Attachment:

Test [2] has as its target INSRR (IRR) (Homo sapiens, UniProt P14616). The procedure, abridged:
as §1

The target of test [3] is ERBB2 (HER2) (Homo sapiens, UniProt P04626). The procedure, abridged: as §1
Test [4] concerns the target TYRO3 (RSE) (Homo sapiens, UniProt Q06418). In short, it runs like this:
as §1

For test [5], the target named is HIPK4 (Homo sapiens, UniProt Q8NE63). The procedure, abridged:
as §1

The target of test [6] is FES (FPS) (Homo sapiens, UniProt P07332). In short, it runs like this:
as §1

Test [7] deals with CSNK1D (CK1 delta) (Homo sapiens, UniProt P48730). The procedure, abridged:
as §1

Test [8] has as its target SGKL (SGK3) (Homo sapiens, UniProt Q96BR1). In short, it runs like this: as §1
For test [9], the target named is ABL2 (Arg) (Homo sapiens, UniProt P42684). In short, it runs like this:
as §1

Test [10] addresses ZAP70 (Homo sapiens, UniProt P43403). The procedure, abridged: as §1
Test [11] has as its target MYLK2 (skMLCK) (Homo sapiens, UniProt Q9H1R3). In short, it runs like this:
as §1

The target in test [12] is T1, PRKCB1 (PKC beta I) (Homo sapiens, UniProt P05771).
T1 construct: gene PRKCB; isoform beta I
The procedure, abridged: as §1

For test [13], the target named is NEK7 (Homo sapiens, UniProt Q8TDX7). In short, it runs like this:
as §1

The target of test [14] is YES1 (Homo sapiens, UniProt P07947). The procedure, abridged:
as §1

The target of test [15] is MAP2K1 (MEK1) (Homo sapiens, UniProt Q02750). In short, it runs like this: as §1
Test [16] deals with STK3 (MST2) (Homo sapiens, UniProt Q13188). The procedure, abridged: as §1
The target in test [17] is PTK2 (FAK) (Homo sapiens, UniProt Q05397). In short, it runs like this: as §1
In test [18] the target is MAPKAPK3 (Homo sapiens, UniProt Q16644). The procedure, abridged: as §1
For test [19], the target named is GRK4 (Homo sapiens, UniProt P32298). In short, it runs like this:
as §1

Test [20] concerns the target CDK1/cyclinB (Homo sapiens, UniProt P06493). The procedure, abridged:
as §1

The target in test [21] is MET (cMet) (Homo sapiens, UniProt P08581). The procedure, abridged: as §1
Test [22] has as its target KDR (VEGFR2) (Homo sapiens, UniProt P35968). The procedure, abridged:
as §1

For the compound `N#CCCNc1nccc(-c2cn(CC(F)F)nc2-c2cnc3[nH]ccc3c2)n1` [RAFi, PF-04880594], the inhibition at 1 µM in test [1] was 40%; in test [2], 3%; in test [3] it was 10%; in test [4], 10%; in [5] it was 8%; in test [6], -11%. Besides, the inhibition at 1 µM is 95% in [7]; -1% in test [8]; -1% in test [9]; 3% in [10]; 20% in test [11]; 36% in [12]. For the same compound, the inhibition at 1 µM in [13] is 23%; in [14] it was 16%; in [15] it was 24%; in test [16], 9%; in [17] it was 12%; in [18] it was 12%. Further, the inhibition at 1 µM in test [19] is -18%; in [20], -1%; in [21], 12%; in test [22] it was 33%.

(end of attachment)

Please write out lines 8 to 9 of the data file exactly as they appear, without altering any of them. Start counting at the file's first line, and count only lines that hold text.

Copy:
The target of test [6] is FES (FPS) (Homo sapiens, UniProt P07332). In short, it runs like this:
as §1